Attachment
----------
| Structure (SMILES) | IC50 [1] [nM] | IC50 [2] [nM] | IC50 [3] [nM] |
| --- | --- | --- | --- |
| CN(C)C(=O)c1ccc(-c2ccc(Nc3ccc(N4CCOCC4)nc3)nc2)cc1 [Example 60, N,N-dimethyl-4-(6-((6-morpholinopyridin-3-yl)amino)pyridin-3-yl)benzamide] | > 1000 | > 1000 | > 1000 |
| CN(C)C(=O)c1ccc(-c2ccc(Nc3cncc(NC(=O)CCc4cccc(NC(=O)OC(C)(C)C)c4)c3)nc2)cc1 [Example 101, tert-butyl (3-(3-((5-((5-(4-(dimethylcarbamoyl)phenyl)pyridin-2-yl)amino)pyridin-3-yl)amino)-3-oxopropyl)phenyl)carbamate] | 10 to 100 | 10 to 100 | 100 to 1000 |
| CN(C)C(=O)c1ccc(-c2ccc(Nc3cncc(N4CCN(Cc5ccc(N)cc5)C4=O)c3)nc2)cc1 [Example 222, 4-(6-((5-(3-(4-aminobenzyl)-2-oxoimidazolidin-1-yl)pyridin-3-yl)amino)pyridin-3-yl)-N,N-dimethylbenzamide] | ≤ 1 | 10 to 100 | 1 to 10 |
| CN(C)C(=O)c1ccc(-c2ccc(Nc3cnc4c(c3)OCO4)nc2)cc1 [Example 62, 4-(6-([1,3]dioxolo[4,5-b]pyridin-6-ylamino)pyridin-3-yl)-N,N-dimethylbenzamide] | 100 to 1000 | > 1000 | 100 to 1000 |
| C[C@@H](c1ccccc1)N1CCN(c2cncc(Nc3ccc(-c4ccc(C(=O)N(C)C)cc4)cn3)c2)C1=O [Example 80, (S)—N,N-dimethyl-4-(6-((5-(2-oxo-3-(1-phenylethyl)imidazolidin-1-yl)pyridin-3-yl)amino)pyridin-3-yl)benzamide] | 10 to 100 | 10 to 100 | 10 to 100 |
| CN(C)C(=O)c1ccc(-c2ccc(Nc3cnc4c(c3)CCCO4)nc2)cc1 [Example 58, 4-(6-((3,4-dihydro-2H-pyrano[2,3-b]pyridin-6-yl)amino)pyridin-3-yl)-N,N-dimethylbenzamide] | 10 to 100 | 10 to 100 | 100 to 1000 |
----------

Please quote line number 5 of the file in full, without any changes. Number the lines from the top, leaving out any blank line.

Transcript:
| CN(C)C(=O)c1ccc(-c2ccc(Nc3cncc(N4CCN(Cc5ccc(N)cc5)C4=O)c3)nc2)cc1 [Example 222, 4-(6-((5-(3-(4-aminobenzyl)-2-oxoimidazolidin-1-yl)pyridin-3-yl)amino)pyridin-3-yl)-N,N-dimethylbenzamide] | ≤ 1 | 10 to 100 | 1 to 10 |